In Kansas City, MO, some motorists are receiving a holiday surprise instead of a ticket.
A Queens, New York couple is furious after the driver who ran over and killed their three-year-old daughter last year had the two citations stemming from the incident dismissed by a judge at the DMV in July. The family only recently learned about the lack of punishment in their little girl's death.
A former chief executive officer of one of the world's largest makers of red-light traffic cameras was indicted on federal corruption charges Wednesday, along with two city officials in Chicago.
A 28-year-old New Hampshire woman told police she was driving 82-mph in a 65-mph zone to be at her father's deathbed, only for police to discover her father died in 2008.
For the average motorist, dealing with law enforcement usually amounts trying to get out of a traffic citation. So it's understandable that we sometimes are less than thrilled to see them on our roads. But keep in mind that the police are the first responders whenever there is trouble, and the men and women in blue are looking out for our best interests more than many of us realize.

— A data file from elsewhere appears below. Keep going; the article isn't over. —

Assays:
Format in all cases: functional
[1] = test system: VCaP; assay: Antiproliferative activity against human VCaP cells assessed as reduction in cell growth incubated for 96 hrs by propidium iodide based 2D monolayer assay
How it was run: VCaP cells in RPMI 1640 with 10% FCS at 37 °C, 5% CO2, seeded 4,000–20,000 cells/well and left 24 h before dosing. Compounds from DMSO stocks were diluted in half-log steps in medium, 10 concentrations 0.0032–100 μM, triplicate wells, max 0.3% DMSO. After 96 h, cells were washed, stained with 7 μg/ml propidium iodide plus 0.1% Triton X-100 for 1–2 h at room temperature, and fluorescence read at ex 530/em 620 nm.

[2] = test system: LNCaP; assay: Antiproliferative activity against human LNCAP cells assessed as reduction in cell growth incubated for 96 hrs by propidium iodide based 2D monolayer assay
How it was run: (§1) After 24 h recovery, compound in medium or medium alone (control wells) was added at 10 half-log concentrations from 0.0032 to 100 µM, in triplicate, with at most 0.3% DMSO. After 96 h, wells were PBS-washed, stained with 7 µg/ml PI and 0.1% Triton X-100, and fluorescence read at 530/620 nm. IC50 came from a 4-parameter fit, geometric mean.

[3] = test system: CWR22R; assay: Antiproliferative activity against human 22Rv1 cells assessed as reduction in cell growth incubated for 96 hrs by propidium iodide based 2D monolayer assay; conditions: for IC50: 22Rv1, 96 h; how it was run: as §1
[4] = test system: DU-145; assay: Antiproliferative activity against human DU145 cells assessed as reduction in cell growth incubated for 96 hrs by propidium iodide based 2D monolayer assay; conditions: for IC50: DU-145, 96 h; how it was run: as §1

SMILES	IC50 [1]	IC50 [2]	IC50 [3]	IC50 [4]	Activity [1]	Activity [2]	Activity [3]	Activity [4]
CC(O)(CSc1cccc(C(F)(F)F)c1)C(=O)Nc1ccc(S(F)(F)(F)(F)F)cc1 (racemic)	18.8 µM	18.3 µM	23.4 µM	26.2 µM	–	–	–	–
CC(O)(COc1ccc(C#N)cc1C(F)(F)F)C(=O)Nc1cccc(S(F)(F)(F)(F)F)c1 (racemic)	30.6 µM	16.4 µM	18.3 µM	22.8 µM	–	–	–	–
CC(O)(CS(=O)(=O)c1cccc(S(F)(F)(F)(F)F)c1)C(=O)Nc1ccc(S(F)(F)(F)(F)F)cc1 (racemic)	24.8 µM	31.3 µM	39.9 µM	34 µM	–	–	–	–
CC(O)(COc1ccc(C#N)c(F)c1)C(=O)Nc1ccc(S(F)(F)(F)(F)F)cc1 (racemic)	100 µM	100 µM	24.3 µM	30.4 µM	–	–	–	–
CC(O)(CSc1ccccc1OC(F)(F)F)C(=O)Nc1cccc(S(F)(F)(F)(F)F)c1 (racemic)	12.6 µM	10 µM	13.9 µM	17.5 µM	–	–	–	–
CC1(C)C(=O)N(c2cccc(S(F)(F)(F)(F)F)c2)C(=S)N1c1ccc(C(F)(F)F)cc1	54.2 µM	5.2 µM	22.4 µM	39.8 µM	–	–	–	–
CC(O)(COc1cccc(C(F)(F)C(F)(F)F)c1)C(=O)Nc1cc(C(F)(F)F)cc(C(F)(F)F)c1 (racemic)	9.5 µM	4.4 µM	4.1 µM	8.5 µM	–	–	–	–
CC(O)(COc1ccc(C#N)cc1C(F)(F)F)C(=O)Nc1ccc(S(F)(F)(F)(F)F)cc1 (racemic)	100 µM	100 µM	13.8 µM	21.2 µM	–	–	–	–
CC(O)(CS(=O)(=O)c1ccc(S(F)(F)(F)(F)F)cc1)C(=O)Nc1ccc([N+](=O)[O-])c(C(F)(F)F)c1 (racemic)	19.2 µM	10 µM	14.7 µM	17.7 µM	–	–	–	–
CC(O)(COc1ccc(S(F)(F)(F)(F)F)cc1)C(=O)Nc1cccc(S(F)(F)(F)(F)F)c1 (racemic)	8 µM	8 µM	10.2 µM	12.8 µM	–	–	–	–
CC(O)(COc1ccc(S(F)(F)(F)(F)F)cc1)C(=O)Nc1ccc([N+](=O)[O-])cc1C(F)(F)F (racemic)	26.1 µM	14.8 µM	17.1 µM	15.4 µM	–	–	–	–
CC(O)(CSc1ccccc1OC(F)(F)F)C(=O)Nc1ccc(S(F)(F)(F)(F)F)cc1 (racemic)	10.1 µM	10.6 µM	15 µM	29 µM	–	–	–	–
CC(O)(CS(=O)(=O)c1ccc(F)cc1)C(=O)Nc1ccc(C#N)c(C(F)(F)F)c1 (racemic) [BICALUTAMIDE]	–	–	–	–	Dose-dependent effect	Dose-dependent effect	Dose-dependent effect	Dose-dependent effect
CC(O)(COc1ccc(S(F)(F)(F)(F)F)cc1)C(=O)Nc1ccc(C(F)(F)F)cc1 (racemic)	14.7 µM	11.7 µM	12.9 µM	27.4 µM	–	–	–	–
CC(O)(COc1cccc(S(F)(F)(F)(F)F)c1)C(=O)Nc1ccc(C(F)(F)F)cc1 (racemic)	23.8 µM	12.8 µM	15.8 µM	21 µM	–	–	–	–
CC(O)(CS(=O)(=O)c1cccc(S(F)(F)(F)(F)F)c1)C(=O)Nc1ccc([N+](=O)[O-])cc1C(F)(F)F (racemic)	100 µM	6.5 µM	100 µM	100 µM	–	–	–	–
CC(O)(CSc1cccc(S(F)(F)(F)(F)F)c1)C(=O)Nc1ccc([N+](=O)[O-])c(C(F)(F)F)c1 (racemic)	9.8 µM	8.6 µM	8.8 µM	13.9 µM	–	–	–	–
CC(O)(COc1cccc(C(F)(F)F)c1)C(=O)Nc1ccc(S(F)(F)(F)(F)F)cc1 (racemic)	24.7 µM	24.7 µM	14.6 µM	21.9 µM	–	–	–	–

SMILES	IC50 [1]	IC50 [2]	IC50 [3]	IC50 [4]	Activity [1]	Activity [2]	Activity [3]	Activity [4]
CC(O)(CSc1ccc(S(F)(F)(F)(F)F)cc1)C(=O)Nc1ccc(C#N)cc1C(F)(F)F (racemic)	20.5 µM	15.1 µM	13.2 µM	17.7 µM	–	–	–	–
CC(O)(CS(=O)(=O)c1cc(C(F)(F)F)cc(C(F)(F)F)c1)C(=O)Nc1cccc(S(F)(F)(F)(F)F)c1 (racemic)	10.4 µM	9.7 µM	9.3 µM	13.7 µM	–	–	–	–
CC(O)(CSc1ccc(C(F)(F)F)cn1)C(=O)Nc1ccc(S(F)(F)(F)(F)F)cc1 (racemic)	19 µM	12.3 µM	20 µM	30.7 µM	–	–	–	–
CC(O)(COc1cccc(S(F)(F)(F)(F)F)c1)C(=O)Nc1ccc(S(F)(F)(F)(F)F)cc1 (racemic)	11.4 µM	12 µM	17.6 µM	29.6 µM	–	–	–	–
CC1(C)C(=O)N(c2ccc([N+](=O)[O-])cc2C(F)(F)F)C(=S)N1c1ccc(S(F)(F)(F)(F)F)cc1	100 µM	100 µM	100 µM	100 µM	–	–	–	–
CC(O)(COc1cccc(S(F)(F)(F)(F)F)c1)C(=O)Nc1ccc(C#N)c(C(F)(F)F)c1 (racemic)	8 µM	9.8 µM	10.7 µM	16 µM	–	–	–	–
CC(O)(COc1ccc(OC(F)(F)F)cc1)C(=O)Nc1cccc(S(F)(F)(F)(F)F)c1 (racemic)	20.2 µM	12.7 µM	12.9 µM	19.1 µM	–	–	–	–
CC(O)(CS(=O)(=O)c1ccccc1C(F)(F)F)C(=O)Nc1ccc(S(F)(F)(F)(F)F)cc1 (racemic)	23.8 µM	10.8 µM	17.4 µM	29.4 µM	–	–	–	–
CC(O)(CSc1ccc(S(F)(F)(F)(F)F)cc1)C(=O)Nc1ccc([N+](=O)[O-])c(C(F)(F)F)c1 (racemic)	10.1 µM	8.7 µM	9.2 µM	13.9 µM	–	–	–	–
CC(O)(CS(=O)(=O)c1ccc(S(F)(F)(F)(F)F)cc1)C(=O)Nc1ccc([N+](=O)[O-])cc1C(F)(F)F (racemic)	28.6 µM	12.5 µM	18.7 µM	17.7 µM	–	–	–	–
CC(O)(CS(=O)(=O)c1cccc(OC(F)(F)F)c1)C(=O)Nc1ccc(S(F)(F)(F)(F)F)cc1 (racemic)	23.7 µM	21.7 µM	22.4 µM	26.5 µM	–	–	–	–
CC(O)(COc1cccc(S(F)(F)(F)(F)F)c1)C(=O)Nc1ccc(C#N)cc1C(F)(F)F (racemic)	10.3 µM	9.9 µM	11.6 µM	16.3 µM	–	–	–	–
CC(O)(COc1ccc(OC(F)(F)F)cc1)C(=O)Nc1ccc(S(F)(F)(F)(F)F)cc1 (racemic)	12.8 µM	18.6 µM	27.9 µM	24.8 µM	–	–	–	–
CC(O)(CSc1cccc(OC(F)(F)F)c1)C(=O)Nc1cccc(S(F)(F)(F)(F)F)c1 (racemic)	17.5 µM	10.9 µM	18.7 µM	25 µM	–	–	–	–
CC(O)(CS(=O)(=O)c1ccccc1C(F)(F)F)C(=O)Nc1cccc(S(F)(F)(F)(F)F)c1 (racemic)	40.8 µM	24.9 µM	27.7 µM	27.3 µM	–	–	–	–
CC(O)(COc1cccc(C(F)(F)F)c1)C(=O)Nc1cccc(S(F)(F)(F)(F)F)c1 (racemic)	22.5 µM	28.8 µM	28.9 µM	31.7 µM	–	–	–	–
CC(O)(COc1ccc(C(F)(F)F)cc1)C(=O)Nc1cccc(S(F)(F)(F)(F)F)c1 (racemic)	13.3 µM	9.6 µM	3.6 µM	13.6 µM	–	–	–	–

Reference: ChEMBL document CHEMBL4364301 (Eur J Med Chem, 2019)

Speed cameras are at best a dubious safety enhancement sold on the premise of slowing traffic, while the more important proposition is often the promise of the revenue they can generate. Arizona residents have mostly cut through the bovine feculence around the state's big camera deployment program, one that's been described as groundbreaking. The state installed 76 one-eyed bandits, but profits are lower than projected, and some citizens want the cameras gone.